Hellboy (2004) – Guillermo del Toro

del Toro’s Pan’s Labyrinth is the next big recommendation from DK Canada’s The Movie Book, and the What Else to Watch list is filled with his titles as well, all of which I’ve had the opportunity to watch and review prior to this. And then I saw Hellboy listed in there as well and had a moment of elation, as I hadn’t watched this one for the blog yet, and had been looking for a chance to revisit it.

Mike Mignola’s fantastic creation, Hellboy, comes to the screen in this fun adaptation that doesn’t quite get as out there as some of the comics Big Red has been featured in (that happens more in the sequel) but serves as a really nice entry into the world of Hellboy and the BPRD (Bureau for Paranormal Research and Defense).

Ron Perlman is perfectly cast as Hellboy, and brings a working class attitude to the demon who has been raised by Bruttenholm (John Hurt) since the events of World War II when he was summoned as a baby during a Nazi occult ceremony led by Rasputin (Karel Roden).

Raised to fight the darkness, instead of embracing his own, he leads a team against evil. He’s joined by firestarter Liz Sherman (Selma Blair), who he has a thing for, and an amphibious humanoid, Abe Sapien (Doug Jones though he is voiced in the first film by David Hyde Pierce).


The trio joined by a new, young agent, John Myers (Rupert Evans) must stop a resurrected Rasputin, and his Nazi aides as they attempt to free the Old Gods, the Ogdru Jahad, and unleash a hell on earth. Myers serves as the gateway into the unusual and the story for the audience who may not be familiar with the occult-infused reality the comics bright to life.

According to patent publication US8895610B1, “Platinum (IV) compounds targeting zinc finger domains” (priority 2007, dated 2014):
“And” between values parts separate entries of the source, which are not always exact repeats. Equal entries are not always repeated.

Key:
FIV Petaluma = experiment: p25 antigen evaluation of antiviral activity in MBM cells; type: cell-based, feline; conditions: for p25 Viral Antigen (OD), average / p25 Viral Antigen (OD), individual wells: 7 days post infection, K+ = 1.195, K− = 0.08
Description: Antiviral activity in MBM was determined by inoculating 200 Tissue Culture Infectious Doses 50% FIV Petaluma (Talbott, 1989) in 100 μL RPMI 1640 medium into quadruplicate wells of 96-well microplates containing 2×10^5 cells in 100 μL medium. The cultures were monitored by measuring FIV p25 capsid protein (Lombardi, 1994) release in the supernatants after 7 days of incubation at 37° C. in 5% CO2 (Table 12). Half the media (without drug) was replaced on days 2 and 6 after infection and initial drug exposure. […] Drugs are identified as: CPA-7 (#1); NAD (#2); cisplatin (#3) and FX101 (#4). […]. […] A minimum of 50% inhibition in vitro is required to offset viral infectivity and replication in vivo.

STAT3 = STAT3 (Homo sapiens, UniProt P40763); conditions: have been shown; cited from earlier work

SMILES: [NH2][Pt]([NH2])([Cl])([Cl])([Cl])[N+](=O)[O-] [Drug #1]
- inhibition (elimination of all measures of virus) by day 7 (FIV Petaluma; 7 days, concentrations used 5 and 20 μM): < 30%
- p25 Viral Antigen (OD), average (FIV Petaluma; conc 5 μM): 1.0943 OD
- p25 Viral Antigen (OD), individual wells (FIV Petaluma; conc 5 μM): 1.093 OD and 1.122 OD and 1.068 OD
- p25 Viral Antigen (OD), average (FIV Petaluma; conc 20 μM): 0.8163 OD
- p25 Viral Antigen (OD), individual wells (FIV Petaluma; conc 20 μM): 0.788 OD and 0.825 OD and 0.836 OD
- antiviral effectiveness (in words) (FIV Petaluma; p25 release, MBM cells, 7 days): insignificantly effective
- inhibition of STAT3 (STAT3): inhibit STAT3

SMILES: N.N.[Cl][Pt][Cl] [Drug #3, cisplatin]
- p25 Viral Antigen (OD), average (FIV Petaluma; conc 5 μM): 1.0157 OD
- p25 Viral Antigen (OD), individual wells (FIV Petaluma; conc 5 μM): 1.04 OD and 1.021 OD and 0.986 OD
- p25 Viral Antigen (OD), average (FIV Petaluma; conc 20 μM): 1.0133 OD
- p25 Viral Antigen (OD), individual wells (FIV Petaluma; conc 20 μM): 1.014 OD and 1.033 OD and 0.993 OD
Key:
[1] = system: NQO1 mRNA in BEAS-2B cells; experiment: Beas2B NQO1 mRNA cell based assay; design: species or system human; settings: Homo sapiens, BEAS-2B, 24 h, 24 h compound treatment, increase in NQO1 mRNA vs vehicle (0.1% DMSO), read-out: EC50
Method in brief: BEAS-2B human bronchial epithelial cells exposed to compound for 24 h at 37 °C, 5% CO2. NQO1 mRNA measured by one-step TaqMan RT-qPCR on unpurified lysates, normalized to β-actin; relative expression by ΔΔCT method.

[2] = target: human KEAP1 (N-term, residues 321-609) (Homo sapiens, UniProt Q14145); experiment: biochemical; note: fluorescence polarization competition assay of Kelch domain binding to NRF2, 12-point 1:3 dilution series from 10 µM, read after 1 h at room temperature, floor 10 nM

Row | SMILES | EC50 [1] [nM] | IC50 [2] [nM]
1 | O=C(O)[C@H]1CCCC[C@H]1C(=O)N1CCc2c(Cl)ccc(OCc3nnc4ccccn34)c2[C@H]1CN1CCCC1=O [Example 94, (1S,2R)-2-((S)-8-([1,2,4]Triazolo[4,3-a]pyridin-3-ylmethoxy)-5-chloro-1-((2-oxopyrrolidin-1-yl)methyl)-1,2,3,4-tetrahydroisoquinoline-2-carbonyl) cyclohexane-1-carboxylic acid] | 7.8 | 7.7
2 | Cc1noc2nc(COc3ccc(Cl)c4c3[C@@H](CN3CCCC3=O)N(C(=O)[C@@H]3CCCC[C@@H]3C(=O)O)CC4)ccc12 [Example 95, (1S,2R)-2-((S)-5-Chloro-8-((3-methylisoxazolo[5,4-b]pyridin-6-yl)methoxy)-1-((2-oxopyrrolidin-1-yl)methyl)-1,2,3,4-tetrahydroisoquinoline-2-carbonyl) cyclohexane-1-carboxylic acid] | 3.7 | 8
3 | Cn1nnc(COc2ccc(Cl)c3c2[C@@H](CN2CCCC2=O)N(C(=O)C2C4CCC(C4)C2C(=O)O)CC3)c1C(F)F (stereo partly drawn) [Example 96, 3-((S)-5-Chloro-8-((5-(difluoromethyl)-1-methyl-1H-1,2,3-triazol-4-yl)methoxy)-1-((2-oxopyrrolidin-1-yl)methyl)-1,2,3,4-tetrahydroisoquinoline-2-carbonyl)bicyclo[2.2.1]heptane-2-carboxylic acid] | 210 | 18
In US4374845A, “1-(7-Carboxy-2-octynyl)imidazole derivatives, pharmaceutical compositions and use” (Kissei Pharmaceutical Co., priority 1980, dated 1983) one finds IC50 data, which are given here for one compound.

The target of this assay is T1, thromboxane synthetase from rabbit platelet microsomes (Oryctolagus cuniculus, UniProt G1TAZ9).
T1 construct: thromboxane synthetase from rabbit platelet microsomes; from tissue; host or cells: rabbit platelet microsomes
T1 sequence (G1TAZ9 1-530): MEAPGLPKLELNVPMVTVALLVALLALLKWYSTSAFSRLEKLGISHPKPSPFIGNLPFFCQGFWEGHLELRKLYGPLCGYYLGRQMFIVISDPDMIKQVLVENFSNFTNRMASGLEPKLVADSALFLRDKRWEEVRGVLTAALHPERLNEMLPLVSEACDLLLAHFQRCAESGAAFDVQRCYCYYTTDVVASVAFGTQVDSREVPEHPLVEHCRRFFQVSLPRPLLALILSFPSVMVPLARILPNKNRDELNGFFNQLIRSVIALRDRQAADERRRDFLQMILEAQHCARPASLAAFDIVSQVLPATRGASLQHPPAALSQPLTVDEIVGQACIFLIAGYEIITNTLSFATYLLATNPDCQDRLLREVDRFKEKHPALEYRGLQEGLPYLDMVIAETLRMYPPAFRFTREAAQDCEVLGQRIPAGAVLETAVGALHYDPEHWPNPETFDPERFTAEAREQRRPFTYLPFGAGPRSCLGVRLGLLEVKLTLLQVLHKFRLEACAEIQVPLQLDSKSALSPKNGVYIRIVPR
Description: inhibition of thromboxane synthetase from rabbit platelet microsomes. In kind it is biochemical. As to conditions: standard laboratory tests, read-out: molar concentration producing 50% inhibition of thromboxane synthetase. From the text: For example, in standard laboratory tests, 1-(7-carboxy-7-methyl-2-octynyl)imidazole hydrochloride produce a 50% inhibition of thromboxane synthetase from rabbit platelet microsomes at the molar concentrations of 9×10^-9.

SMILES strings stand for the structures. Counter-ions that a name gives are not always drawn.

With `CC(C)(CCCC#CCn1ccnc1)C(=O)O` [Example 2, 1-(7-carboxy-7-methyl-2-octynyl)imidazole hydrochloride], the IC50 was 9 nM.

del Toro’s visual style, his attention to detail, the makeup and physical effects, and his storytelling serve Mignola’s creations perfectly translating the images from page to screen.

In fact, it was del Toro’s version of Hellboy that brought me into the comics (which I have eagerly devoured) and I can still remember the first time I saw it. I was wowed by the imagery. I enjoy the laughs, action sequences and character designs, even as I realized how wrapped up in the story I got.

And while the screenplay and directing our a huge part of that, Perlman’s performance is so on point that you can’t help but love his incarnation of the character. This is a great film, a wonderful introduction to the character, and the sequel is even better!

Don’t believe me? Check it out! or one of del Toro’s other films listed in The Movie Book available from DK Books. Discover a new to you classic tonight!



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